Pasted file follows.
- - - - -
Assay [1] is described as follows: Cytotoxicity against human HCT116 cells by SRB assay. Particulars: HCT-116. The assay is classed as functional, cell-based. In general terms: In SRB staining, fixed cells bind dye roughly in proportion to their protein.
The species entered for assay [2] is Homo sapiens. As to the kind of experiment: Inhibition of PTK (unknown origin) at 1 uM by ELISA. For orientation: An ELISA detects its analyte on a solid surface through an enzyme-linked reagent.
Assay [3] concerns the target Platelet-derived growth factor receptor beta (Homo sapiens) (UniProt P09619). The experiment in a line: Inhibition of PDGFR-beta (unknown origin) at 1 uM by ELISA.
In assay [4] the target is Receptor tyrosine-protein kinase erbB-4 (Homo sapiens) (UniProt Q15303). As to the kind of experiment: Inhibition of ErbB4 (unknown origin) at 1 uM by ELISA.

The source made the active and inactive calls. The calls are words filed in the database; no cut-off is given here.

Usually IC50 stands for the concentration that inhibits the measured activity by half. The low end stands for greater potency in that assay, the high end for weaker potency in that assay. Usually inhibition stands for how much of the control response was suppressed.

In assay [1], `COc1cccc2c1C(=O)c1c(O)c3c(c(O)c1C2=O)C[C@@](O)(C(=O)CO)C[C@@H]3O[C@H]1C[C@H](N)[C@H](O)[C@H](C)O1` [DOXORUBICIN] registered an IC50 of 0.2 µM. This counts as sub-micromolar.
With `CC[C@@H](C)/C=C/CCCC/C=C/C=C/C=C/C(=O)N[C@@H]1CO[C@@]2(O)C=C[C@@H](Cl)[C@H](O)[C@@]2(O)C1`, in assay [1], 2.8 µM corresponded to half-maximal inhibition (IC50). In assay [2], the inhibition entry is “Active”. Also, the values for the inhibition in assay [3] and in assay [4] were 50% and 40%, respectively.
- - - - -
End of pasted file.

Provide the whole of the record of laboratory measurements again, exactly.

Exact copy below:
Assay [1] is described as follows: Cytotoxicity against human HCT116 cells by SRB assay. Particulars: HCT-116. The assay is classed as functional, cell-based. In general terms: In SRB staining, fixed cells bind dye roughly in proportion to their protein.
The species entered for assay [2] is Homo sapiens. As to the kind of experiment: Inhibition of PTK (unknown origin) at 1 uM by ELISA. For orientation: An ELISA detects its analyte on a solid surface through an enzyme-linked reagent.
Assay [3] concerns the target Platelet-derived growth factor receptor beta (Homo sapiens) (UniProt P09619). The experiment in a line: Inhibition of PDGFR-beta (unknown origin) at 1 uM by ELISA.
In assay [4] the target is Receptor tyrosine-protein kinase erbB-4 (Homo sapiens) (UniProt Q15303). As to the kind of experiment: Inhibition of ErbB4 (unknown origin) at 1 uM by ELISA.

The source made the active and inactive calls. The calls are words filed in the database; no cut-off is given here.

Usually IC50 stands for the concentration that inhibits the measured activity by half. The low end stands for greater potency in that assay, the high end for weaker potency in that assay. Usually inhibition stands for how much of the control response was suppressed.

In assay [1], `COc1cccc2c1C(=O)c1c(O)c3c(c(O)c1C2=O)C[C@@](O)(C(=O)CO)C[C@@H]3O[C@H]1C[C@H](N)[C@H](O)[C@H](C)O1` [DOXORUBICIN] registered an IC50 of 0.2 µM. This counts as sub-micromolar.
With `CC[C@@H](C)/C=C/CCCC/C=C/C=C/C=C/C(=O)N[C@@H]1CO[C@@]2(O)C=C[C@@H](Cl)[C@H](O)[C@@]2(O)C1`, in assay [1], 2.8 µM corresponded to half-maximal inhibition (IC50). In assay [2], the inhibition entry is “Active”. Also, the values for the inhibition in assay [3] and in assay [4] were 50% and 40%, respectively.